• Eleanor

What is Unconscious Bias?


Unconscious biases are stereotypes, expectations, and beliefs, that we hold about certain groups of people. These biases might affect how we treat others, or what we expect from them, without us even realising. It is a natural human tendency to try to organise the world into categories, we all have these beliefs.


So, what’s the problem? The problem is that the unconscious bias we carry will be a product of our surroundings and experiences, and when those surroundings and experiences are inherently sexist, racist, and homophobic, to name but a few, our unconscious biases will also be.


Racism is not always overt



For example, studies, including this one from 2016 found racial bias in pain management, where doctors and nurses treating black patients were much less likely to prescribe analgesics than when they treated white patients. The doctors and nurses were not being overtly racist, nor would they have categorised themselves as such. Yet, clinicians were found to hold, quite unconsciously, false beliefs on the biological differences between black and white patients. That meant black patients were significantly less likely to receive pain medication for fractures compared to white patients, 57% to 75%, even in children.


Neither is sexism




We have unconscious biases about gender, too. Dr Pragya Agarwal talks about how unconscious biases hold women back in the workplace:


“Women are very emotional.

Men are more assertive.

Women are more caring.

All serial killers are men.

Men make better leaders.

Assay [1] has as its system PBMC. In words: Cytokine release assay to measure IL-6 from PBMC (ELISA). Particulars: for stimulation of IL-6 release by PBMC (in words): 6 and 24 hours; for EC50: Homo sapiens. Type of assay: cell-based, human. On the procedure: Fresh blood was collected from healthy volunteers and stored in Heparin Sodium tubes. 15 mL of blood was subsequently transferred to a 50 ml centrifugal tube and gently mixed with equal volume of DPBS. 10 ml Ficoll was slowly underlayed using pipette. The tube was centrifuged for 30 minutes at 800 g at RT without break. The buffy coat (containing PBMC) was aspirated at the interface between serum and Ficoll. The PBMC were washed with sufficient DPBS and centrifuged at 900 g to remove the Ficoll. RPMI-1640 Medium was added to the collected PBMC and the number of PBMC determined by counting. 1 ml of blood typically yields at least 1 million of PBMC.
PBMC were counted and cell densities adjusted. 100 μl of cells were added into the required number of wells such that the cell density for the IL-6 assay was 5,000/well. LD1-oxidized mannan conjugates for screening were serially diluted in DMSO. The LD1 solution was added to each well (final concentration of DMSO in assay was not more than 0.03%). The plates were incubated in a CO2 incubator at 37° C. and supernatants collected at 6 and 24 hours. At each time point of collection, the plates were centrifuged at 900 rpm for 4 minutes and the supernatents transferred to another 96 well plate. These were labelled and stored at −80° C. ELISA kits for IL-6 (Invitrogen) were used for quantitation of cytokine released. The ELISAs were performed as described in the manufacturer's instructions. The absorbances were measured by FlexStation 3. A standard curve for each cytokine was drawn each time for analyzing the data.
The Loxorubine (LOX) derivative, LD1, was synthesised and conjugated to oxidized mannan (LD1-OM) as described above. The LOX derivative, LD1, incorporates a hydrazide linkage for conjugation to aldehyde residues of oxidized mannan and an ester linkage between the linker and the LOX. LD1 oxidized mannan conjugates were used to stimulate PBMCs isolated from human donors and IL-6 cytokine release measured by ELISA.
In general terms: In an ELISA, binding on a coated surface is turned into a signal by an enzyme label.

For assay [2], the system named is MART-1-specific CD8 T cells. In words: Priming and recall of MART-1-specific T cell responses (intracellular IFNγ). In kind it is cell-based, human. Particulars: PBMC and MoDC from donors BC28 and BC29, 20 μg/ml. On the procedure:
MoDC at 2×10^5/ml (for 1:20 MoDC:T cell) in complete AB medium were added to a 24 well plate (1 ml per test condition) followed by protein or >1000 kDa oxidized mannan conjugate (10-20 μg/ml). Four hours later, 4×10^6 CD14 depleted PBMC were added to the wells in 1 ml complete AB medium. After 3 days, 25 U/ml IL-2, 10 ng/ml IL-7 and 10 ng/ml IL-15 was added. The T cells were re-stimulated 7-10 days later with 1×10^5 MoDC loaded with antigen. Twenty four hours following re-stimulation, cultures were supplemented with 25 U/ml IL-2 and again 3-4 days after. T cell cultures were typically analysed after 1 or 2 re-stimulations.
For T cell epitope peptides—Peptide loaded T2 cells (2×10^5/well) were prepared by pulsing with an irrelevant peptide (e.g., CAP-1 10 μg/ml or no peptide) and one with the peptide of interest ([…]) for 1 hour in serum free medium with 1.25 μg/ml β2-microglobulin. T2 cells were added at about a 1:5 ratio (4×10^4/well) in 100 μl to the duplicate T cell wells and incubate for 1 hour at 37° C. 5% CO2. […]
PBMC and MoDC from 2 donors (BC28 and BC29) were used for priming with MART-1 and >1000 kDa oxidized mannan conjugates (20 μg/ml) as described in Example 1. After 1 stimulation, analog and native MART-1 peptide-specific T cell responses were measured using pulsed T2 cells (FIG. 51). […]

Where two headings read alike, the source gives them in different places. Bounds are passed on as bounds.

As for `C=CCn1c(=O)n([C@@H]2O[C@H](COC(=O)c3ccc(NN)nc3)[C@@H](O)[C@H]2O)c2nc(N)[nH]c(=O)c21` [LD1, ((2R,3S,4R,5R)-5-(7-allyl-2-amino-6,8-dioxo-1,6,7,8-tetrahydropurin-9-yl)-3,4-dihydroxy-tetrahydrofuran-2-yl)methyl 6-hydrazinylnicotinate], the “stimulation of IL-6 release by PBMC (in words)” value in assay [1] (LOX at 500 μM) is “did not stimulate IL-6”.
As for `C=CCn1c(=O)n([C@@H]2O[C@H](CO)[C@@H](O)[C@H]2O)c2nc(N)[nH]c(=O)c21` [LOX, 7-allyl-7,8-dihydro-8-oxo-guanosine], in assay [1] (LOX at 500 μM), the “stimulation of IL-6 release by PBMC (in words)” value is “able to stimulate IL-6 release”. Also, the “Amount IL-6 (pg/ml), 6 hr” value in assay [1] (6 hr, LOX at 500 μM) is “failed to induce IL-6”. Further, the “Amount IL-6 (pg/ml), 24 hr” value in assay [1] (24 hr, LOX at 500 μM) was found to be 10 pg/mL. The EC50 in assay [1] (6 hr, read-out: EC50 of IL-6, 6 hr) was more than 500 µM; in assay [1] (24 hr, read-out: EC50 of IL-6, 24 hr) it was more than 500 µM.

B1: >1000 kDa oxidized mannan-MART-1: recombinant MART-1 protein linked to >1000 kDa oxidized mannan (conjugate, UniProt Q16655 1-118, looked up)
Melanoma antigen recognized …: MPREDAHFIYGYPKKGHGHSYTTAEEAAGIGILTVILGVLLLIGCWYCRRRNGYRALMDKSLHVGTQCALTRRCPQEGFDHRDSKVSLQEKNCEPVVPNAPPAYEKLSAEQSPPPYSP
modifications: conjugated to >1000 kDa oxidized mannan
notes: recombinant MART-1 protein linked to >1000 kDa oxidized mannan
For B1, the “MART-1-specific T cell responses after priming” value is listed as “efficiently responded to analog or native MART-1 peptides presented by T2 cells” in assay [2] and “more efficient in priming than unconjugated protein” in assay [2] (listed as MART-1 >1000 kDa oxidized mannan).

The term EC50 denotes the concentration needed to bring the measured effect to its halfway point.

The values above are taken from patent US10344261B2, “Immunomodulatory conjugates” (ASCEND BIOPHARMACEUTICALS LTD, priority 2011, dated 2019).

Women are not good drivers.

How many of these do you believe? These are all generalized gendered statements that form

part of our everyday vocabulary.”


Assumptions are made about ability based on split second judgments, without the thinking mind being involved at all.


So what does this mean, we’re not accountable for our bias if it is unconscious? Not at all! We are accountable for asking the questions of ourselves: “what might my unconscious biases be?” And examining our own privilege.


Micro-aggressions are borne out of unconscious bias



Micro-aggressions, subtle expressions of racism, sexism, homophobia, ableism, etc. that often are not intended to be harmful, go hand in hand with unconscious bias. Even well meant or benign seeming comments can be deeply offensive, or ignorant, here are some great examples of this. If we don't examine ourselves, we perpetuate what already exists.


In conclusion


If you can’t see or feel privilege, it is probably because you are benefiting from it.


It is not enough to think to oneself:


“Well, I am not racist so this doesn’t affect me.”

or,

“I support Pride, so I’m not homophobic!”


When we live in a world that is inherently racist, sexist, homophobic, classist, ableist, and so forth, we have a responsibility to examine our own beliefs and backgrounds, and to educate and inform ourselves. Waiting for someone else to explain it to us only allows the status quo to continue.


Therapy can be a good place to untangle and explore your own beliefs, and to talk about how you have experienced unconscious bias and to heal from past trauma.


If you're a fan of tests, Project Implicit has a battery of them, and your answers will contribute to further global research on unconscious bias.





Here are a few useful links to get you started


To support Black Lives Matter Charities in the UK follow this link


Read up on how to be anti-racist


Toolkits and resources for best practice in LGBT inclusion


How to be an ally




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Eleanor Carn MSc Pyschodynamic Pyschotherapy

PG-Dip. Psychodynamic Therapeutic Counselling

BACP UKCP (Accred.)

 

info@eleanorcarn.co.uk

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